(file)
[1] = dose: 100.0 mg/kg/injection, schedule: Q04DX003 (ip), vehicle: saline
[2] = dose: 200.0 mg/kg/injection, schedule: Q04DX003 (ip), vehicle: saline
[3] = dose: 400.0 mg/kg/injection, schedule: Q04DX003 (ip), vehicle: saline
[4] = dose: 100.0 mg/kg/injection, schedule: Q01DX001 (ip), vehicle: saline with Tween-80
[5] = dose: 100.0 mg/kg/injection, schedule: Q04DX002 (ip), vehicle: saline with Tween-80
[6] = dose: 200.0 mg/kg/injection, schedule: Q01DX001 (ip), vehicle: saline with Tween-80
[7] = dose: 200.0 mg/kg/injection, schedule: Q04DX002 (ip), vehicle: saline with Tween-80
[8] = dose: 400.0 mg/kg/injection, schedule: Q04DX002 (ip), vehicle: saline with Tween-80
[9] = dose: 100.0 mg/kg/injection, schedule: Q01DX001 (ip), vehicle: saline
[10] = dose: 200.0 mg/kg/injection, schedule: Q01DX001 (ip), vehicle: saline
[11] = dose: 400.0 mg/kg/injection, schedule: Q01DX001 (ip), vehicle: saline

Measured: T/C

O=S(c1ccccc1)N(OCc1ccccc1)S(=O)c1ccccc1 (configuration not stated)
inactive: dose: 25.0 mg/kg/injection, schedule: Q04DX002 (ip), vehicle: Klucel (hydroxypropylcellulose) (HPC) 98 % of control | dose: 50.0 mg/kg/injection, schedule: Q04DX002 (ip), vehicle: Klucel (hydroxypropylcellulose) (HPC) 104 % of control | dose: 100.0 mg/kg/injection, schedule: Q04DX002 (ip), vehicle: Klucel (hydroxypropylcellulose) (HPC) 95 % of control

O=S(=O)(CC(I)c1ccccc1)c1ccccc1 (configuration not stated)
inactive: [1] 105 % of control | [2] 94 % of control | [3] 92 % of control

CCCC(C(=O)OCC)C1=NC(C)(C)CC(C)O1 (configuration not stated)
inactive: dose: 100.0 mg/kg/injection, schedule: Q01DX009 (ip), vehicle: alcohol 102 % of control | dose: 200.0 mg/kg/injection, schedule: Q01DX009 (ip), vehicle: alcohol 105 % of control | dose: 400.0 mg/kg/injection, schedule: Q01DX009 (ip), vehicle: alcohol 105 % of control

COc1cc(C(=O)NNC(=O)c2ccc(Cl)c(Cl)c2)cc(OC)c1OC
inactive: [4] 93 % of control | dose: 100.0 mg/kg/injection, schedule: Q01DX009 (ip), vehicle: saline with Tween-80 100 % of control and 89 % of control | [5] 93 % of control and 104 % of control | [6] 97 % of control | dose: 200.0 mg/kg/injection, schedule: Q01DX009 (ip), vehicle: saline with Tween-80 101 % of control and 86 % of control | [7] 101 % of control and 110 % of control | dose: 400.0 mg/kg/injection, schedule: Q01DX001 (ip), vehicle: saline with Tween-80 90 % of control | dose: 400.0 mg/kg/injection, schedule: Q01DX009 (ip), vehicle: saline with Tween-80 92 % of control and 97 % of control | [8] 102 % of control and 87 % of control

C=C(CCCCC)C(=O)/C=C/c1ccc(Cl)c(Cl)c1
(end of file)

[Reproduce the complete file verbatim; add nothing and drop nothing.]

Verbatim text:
[1] = dose: 100.0 mg/kg/injection, schedule: Q04DX003 (ip), vehicle: saline
[2] = dose: 200.0 mg/kg/injection, schedule: Q04DX003 (ip), vehicle: saline
[3] = dose: 400.0 mg/kg/injection, schedule: Q04DX003 (ip), vehicle: saline
[4] = dose: 100.0 mg/kg/injection, schedule: Q01DX001 (ip), vehicle: saline with Tween-80
[5] = dose: 100.0 mg/kg/injection, schedule: Q04DX002 (ip), vehicle: saline with Tween-80
[6] = dose: 200.0 mg/kg/injection, schedule: Q01DX001 (ip), vehicle: saline with Tween-80
[7] = dose: 200.0 mg/kg/injection, schedule: Q04DX002 (ip), vehicle: saline with Tween-80
[8] = dose: 400.0 mg/kg/injection, schedule: Q04DX002 (ip), vehicle: saline with Tween-80
[9] = dose: 100.0 mg/kg/injection, schedule: Q01DX001 (ip), vehicle: saline
[10] = dose: 200.0 mg/kg/injection, schedule: Q01DX001 (ip), vehicle: saline
[11] = dose: 400.0 mg/kg/injection, schedule: Q01DX001 (ip), vehicle: saline

Measured: T/C

O=S(c1ccccc1)N(OCc1ccccc1)S(=O)c1ccccc1 (configuration not stated)
inactive: dose: 25.0 mg/kg/injection, schedule: Q04DX002 (ip), vehicle: Klucel (hydroxypropylcellulose) (HPC) 98 % of control | dose: 50.0 mg/kg/injection, schedule: Q04DX002 (ip), vehicle: Klucel (hydroxypropylcellulose) (HPC) 104 % of control | dose: 100.0 mg/kg/injection, schedule: Q04DX002 (ip), vehicle: Klucel (hydroxypropylcellulose) (HPC) 95 % of control

O=S(=O)(CC(I)c1ccccc1)c1ccccc1 (configuration not stated)
inactive: [1] 105 % of control | [2] 94 % of control | [3] 92 % of control

CCCC(C(=O)OCC)C1=NC(C)(C)CC(C)O1 (configuration not stated)
inactive: dose: 100.0 mg/kg/injection, schedule: Q01DX009 (ip), vehicle: alcohol 102 % of control | dose: 200.0 mg/kg/injection, schedule: Q01DX009 (ip), vehicle: alcohol 105 % of control | dose: 400.0 mg/kg/injection, schedule: Q01DX009 (ip), vehicle: alcohol 105 % of control

COc1cc(C(=O)NNC(=O)c2ccc(Cl)c(Cl)c2)cc(OC)c1OC
inactive: [4] 93 % of control | dose: 100.0 mg/kg/injection, schedule: Q01DX009 (ip), vehicle: saline with Tween-80 100 % of control and 89 % of control | [5] 93 % of control and 104 % of control | [6] 97 % of control | dose: 200.0 mg/kg/injection, schedule: Q01DX009 (ip), vehicle: saline with Tween-80 101 % of control and 86 % of control | [7] 101 % of control and 110 % of control | dose: 400.0 mg/kg/injection, schedule: Q01DX001 (ip), vehicle: saline with Tween-80 90 % of control | dose: 400.0 mg/kg/injection, schedule: Q01DX009 (ip), vehicle: saline with Tween-80 92 % of control and 97 % of control | [8] 102 % of control and 87 % of control

C=C(CCCCC)C(=O)/C=C/c1ccc(Cl)c(Cl)c1